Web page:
Wednesday, November 14, 2012

Tears are not enough, what happens after a tragedy?

I have been thinking and wondering about all the conversations that I have been involved in, listened to, seen on the internet and read on Twitter about the tragic loss of Amanda Todd.  There is a lot to think about, especially based on the publicity, the presence in social media and the reporting in all the media.  The ones that have struck me the most have been under the #RIPAmanda hashtag on twitter.  I have seen so many people sharing the story, saying how it reduced them to tears and being emotional about how the story impacted them.  This has stirred some fear in me and a question, what happens when the tears stop flowing?
As I started to think about a "What next?" question, the Northern Lights song "Tears Are Not Enough" popped into my head and it struck a chord.  Crying over something but not doing anything about it unfortunately accomplishes very little.  What are you going to do differently?  How are you going to act differently?  How are you going to treat people differently?  If we do not learn as a society, and more importantly as individuals from this, then unfortunately we risk to have it continue.

We must become the person that doesn't add to the mess.  It is time to do something about the tears that have been shed, the bad memories that have come back, the thoughts that we could have done something or just the feeling of hopelessness.  There must be a phoenix to rise from these ashes.  There will be programs brought in, speakers hired, panels set up and other ambitious goals will come out of these conversations.  There are all important steps to take, but not everyone is able to do something on a big stage.  In my opinion it starts much smaller.  Every person who has been touched by this story needs to do something small.

There is a small group of middle school students who have approached their principal, with request for anonymity, with a goal of doing random acts of kindness for students that they know are struggling.  There are high school students who are making an extra effort to spend some time at middle schools doing after school sessions specifically targeting at risk students.  Everyone can do something.  It means doing something extra, doing something different.  It means talking to your friends who are making one person the butt of their jokes.  It means cutting out the cutting comments.  It means not losing it on the poor telephone service operator who in all likelihood had nothing to do with your cable not working.  It means not making a rude comment when some poor person is digging through their wallet or purse trying to find the money to pay for the groceries and you are being inconvenienced by a few minutes.  It means taking the time to listen to that family member who can be a drag to listen to but that you know really needs someone to listen to them.  It means take a few minutes of your time to make someone's day a little better, not worse.

Tears are not enough for this tragedy.  There must be a significant shift in behaviour.  The phoenix that must rise is how we respond to what has happened by altering our actions, our attitude  our treatment of others and the respect we show ourselves, others around us and the environment we live in.  Let's take a memory of a tragedy and do something about it to have some positive light come from this.  It would be great to move from #RIPAmanda to #InMemoryOfAmanda and then mentioning some small deed you did to make the world a better place.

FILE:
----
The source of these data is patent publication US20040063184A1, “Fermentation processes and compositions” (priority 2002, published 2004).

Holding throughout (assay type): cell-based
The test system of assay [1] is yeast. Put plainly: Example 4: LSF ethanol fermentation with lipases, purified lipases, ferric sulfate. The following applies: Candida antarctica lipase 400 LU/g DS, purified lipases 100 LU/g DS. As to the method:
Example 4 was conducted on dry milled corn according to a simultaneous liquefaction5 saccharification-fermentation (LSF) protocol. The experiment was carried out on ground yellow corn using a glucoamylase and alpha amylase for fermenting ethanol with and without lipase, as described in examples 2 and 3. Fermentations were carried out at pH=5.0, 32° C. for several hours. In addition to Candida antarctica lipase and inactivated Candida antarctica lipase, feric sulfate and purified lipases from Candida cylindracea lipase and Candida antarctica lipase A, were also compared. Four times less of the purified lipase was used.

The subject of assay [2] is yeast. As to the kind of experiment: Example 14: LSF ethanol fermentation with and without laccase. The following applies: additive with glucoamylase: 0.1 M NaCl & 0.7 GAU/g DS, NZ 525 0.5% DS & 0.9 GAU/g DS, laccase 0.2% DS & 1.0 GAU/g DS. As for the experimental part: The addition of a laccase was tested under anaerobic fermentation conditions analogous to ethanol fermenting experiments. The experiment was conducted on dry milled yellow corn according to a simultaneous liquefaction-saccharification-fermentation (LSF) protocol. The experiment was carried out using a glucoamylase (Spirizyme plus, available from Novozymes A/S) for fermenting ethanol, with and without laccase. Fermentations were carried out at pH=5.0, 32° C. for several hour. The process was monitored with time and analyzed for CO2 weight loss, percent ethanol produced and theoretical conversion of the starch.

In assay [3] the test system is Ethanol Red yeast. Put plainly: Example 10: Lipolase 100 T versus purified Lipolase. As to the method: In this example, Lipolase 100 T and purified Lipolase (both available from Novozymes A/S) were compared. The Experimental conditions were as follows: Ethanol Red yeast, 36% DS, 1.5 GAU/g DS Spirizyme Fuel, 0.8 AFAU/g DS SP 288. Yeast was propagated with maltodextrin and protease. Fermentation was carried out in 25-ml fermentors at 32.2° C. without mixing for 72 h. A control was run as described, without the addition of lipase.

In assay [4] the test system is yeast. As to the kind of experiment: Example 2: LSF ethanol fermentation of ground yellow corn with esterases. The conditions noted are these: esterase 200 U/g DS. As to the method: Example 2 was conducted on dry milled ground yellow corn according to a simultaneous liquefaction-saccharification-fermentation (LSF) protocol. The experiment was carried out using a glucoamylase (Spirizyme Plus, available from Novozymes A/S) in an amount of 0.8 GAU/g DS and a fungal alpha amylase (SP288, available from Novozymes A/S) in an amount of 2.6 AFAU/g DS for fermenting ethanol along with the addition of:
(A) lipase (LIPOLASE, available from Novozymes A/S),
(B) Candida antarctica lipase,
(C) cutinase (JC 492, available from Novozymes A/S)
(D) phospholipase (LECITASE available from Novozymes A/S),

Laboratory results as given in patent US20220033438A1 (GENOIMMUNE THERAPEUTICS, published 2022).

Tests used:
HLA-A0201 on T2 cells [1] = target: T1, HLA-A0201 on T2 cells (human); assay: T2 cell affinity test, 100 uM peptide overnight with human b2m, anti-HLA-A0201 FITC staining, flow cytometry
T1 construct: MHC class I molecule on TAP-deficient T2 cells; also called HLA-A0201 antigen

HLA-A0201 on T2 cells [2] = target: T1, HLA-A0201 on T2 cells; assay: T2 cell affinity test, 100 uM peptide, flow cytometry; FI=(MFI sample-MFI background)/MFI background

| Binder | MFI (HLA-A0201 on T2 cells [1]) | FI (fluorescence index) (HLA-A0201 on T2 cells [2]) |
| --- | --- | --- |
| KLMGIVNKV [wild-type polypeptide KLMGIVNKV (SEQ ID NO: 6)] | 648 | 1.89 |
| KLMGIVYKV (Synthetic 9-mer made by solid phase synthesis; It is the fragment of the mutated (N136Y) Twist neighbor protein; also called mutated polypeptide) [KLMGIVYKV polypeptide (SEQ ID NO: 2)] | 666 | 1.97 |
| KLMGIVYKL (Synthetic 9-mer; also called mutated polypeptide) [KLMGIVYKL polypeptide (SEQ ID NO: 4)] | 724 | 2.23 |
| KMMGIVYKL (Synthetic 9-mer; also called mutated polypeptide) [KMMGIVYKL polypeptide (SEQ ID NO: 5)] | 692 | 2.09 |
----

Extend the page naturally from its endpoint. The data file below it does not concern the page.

1. Thanks Remi - you articulated this beautifully!
    I too want to be part of a longer term shift -not just a temporary awareness!

    We don't need bandaids now. We need more than tears.

    I've really been working on shifting this in my own home - to help myself and my children remember that EVERY human being is a miracle. That EVERY person has "stuff" going on that we don't know or see, so taking a moment to reach out or find some patience can make a big difference.

    And I've come down to only two rules in my home. Everything comes down to these two questions:
    1) is it kind?
    2) is it respectful of self, others and the world around you?

    With that focus, our conversations are very different. And this reminds me to keep my focus on that approach, consistently - even when I get tired or it would be easier to react, rather than respond...

  2. With all the emotion and natural sympathy that people are feeilng - sadly I hear daily from parents in the Greater Vancouver area whose children are being bullied in their local schools.
    Many of these parents express dissatisfaction with the school's response.
    So right now - at this point in time - what are some of the best strategies for a Greater Vancouver area parent to pursue?
    What to do here in our great city when your child is bullied at school and you feel the school is not helping adjust the problem effectively.
    Ideas anyone?

  3. I read your post a few days ago, and was pleased to hear parts of it again today at the memorial. Your kind words were poignant and well delivered. Neither "thank you" nor "congratulations" are appropriate to say here. Maybe I will just say that I really appreciate your wisdom, your professionalism, and your obvious loyalty to good friends.

    -a Coquitlam colleague

  4. Dear Rushy,
    I wish there was a simple answer to your question as bullying is such a complicated issue. The only advice I can offer is that the parents document what is happening and speak to the principal. If it is ongoing then I would take it to the superintendent of the district, again chronicling the events that are occuring, making note of when they spoke to the teacher and the principal.

  5. Thank you Greenhouse, your comment is much appreciaited.